KUHNER: Croatia’s iron lady

Natasha Srdoc’s campaign for fiscal transparency terrifies Zagreb’s rulers

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Croatia may be on the verge of a seismic political earthquake. A new patriotic-populist movement is being born. If it comes to power, it will transform the country - reverberating across the region and impacting the European Union.

The leader of this revolution is Natasha Srdoc, founder and chairman of the Adriatic Institute for Public Policy (AI), Croatia’s only Western-style independent think tank. She is willing to do something no other Croatian leader is doing: stand up to Brussels.

For years, Mrs. Srdoc has championed the free market, private property rights and the rule of law - the framework necessary for real prosperity and growth. She is a staunch critic of government corruption. Hence, she is fiercely opposed by the ruling Croatian Democratic Union, known by its acronym HDZ. The regime has labeled her “an enemy of the state.” She and her family have been threatened. She has become a dissident in her own land. For Zagreb’s politicians, Mrs. Srdoc is Public Enemy No. 1.

Instead of retreating, she is throwing her hat into the electoral ring. She has formed her own political party, Croatia 21st Century. It is a principled center-right alternative to the HDZ. It champions tax reform, market-driven growth, spending restraint and Catholic social values - especially by strengthening families and health care. The party’s agenda is simple: to kick-start the moribund economy. Mrs. Srdoc’s goal is to make Croatia the Switzerland of the region. She is a serious reformer, backed by some of the world’s top experts - from America to New Zealand to Europe.

Even key members on Capitol Hill are taking notice. Sen. Jeff Sessions, Alabama Republican and ranking member on the Senate Budget Committee, recently participated at an AI conference in Croatia at the institute’s invitation. He strongly endorsed Mrs. Srdoc’s anti-corruption, pro-growth message.

Her key pledge - the one that has Croatia’s governing class trembling - is to send every corrupt politician to prison and to confiscate their illicit enrichment. Credible estimates show that Zagreb’s rulers have misappropriated public funds, stunting the small country’s development. There is only one place for them: the dock. If elected, she vows to pass a law requiring financial transparency among all politicians - past and current. Those who have accumulated unexplained wealth will be prosecuted and all their illicit funds forfeited. The vast sums of money - untold billions - will be used to pay down the debt, balance the budget and slash taxes. The legislation would serve as a model for the Balkans, where systemic corruption is eroding living standards and fostering social apathy.

For the ruling HDZ, this is a nightmare. The party has staked everything on fast-track EU membership. Zagreb is poised to enter the coveted European club. Prime Minister Jadranka Kosor believes that EU membership will make voters forget her party’s corruption scandals and result in re-election early next year.

Yet opinion polls show that HDZ support has collapsed. For years, the HDZ privileged class has enriched itself at the expense of the Croatian people. There is no area of life - the media, the judiciary, business, even sports - that the party does not control or manipulate. The results have been disastrous. Unemployment is at a staggering 20 percent. For the youth, it stands at 30 percent. Reckless spending and soaring deficits have pushed Croatia to the brink of national bankruptcy.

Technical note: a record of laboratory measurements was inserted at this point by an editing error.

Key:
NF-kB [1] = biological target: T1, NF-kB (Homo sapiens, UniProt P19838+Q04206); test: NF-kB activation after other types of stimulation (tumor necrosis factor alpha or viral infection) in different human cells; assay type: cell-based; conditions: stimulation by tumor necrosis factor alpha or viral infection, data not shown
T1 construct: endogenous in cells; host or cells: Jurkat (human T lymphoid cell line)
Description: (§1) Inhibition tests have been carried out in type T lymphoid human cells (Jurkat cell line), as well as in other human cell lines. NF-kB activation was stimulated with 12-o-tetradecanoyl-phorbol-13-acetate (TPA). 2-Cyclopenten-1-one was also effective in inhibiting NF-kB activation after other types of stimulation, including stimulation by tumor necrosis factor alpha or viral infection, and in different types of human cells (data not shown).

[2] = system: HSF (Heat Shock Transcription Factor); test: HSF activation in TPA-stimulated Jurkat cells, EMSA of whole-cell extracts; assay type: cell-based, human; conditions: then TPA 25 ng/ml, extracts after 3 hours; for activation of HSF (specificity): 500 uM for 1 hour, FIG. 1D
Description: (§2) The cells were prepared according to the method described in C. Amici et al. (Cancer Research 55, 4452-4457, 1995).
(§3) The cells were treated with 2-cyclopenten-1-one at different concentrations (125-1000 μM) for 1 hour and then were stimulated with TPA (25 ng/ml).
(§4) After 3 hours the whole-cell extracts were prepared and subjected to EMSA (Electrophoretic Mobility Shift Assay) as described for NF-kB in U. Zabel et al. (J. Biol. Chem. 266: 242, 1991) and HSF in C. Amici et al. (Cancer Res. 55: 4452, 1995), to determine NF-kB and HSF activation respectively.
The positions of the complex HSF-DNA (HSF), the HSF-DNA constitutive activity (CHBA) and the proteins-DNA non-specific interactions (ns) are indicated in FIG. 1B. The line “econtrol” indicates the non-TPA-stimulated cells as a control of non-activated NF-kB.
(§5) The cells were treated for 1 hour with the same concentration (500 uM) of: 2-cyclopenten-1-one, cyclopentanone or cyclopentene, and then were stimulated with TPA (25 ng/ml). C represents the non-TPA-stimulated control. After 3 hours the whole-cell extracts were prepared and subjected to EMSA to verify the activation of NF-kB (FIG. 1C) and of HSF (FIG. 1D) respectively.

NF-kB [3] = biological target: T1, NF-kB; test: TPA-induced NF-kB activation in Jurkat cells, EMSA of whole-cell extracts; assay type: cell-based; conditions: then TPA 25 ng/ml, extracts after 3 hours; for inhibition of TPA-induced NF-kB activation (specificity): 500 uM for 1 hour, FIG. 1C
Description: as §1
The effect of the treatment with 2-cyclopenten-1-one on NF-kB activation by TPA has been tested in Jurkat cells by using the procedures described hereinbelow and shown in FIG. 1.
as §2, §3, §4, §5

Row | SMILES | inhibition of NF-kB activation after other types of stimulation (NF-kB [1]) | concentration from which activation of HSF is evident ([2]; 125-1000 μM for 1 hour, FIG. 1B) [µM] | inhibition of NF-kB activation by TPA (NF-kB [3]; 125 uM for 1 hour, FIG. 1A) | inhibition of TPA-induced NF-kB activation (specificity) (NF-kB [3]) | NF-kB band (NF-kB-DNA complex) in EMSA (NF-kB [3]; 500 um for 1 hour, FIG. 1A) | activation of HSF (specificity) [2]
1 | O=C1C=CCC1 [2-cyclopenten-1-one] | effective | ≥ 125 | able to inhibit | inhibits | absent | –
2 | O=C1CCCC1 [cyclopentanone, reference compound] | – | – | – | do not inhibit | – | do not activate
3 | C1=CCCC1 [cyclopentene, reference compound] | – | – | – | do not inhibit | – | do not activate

Zagreb’s Europhiles recently received a boost from Pope Benedict XVI. During his visit to this deeply Catholic country, the pope strongly endorsed Croatia’s bid to join the EU. The Vatican’s strategy is clear: to balance Europe’s powerful secularism with the Continent’s remaining Christian nations - Poland, Ireland and now Croatia.

The question, however, is not whether Zagreb should enter the EU but how and on what terms. Mrs. Srdoc is the only Croatian leader calling for a cost-benefit analysis of the EU accession agreement. Her conclusion: The current deal is bad and must be completely renegotiated or rejected. She rightly opposes a federalist Europe based on state socialism and centralized regimentation. Instead, like most conservative patriots, she champions a decentralized EU characterized by free trade, devolution and competition - one that respects each member state’s national sovereignty and distinct cultural identity. In short, Mrs. Srdoc wants a good deal, not any deal at any price.

Polls show the majority of Croatians agree with her. They understand that HDZ negotiators have sold Croatia’s national interests down the river. The country’s fishing rights, agricultural and winegrowing regions, other land-use options and future economic growth will be threatened by heavily protected foreign competition. If ratified, the EU agreement could make Croatia another Romania, Bulgaria or Greece: a vassal of Brussels. In fact, future deals in joining the eurozone may lead to Croatia’s already impoverished citizens bailing out the Greeks and Portuguese.

Mrs. Srdoc may be the last hope. Leftist opposition parties - led by the Social Democrats - are no better than the HDZ. Most of their politicians are former communists who embrace socialist policies and Croatia’s mad dash into the EU.

Croatia’s conundrum is that it is a Central European nation governed by a Balkan political class - dishonest, venal and incompetent. This may change. If it does, it will dramatically alter the country’s destiny. The HDZ is part of the past; Mrs. Srdoc represents the future. Will Croatians seize it?

Jeffrey T. Kuhner is a columnist at The Washington Times and president of the Edmund Burke Institute.

© Copyright 2014 The Washington Times, LLC. Click here for reprint permission.

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